5. I have been using a Hero 100 flighter at work for several reasons, I do a lot of math and calculations, with the dreaded many-tens-of-seconds pauses between writing, and the hooded nib works great for that. I found at walgreens drugstore (in USA) a Timesmart Note Book, which is I think 100 pages, a light grid on one side, and simple college ruled lines on the other side of every sheet. The sheets even have a uniform perforation so you can tear out an important page if the need arises. I was using Waterman Blue Ink, which works great for writing on this paper, but alas it does not fair well with any drops of water. So I did some research, and here's my answer (for the time being). Platinum Pigment Blue Ink. It is 100% waterproof, and dries very fast. The only issue is that it is a pigmented ink so pen maintenance is critical. To support the pen maintenance I got the special tool for the hero 100 that allows you to disassemble the nib and feed, so I can really give it a good cleaning once a month or so. I got the tool from the seller "yespen", it came very quickly. What I found with the Pigment Blue ink is that it is not nearly as saturated as the Waterman Blue. But it still serves my functional needs nicely. As far as the pen goes, with either ink the performance has been flawless. I'll report back here after the first cleaning to let you all know how that goes. (sorry for the small image here, I can't seem to make it take the original version of this next image... )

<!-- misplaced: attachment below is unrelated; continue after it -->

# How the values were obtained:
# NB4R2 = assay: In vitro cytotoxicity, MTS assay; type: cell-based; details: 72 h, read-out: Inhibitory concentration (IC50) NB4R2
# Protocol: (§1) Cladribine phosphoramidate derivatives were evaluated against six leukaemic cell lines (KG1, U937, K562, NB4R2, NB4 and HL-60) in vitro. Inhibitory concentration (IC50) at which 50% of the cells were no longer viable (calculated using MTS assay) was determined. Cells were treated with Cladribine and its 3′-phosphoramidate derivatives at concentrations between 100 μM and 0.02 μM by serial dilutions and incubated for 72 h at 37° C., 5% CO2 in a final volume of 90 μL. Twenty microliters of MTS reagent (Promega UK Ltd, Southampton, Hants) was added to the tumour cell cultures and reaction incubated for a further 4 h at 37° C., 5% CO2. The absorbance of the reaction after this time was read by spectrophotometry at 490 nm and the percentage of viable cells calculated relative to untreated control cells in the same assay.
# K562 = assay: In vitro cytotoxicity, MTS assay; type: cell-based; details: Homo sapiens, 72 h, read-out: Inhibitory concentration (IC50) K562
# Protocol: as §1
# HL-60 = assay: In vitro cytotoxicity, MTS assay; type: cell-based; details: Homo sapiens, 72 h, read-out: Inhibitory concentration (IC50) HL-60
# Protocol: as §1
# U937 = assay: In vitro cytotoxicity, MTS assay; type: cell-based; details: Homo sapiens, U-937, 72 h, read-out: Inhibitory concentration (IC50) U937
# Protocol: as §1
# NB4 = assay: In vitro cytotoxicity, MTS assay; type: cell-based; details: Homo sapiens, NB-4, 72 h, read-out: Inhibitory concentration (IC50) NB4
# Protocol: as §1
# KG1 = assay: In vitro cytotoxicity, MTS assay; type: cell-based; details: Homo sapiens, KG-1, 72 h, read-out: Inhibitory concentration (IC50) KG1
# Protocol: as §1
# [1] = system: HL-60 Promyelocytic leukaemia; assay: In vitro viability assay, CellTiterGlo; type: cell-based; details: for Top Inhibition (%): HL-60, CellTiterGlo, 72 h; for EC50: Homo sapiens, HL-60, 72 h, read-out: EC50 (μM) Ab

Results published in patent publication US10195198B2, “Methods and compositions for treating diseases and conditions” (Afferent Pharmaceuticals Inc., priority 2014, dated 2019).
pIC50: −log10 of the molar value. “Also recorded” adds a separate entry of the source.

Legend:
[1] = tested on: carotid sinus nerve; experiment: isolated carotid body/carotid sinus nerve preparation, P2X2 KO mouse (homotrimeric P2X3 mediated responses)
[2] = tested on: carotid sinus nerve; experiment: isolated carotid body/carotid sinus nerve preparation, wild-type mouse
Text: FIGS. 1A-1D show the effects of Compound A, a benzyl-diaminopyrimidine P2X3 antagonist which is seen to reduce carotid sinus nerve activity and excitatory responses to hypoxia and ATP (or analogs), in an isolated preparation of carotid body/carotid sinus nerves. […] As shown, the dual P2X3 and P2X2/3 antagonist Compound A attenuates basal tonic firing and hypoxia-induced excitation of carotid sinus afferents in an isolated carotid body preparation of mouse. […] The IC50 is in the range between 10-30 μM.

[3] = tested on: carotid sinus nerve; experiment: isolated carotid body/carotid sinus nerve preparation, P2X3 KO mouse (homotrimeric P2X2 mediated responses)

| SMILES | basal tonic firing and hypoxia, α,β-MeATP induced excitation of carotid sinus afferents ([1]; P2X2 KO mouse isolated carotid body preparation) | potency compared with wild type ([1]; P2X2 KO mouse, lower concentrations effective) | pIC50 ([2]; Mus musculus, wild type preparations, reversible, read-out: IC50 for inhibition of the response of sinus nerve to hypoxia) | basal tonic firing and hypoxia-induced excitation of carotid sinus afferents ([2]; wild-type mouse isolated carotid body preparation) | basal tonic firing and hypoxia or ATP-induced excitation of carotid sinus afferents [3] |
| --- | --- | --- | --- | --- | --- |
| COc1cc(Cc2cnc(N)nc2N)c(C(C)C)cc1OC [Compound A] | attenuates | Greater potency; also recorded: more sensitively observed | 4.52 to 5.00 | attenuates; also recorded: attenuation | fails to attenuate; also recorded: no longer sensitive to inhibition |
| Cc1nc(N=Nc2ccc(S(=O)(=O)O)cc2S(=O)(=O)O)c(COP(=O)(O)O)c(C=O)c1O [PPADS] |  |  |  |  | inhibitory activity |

6. Hi there, when I am away on business travel, I take my Pilot Custom 823 with me as a pen for taking notes, a role for which it is suited to on account of it being a vacuum filler. However, the pen has a screw-on cap, which I find slightly annoying, and in addition, I would like to take a cheaper pen with me. For this reason, I am thinking of purchasing a Hero 100 / 1000, but only if it shares the same air travel-friendly properties as the pen upon which it is modelled on, the Parker 51. Does anybody of the esteemed members here have any experiences with the Hero 100/0 in terms of air travel? Thanks for the help! Luis
  7. http://thefrugalfountainpen.blogspot.com/2014/04/hero-100-fountain-pen.html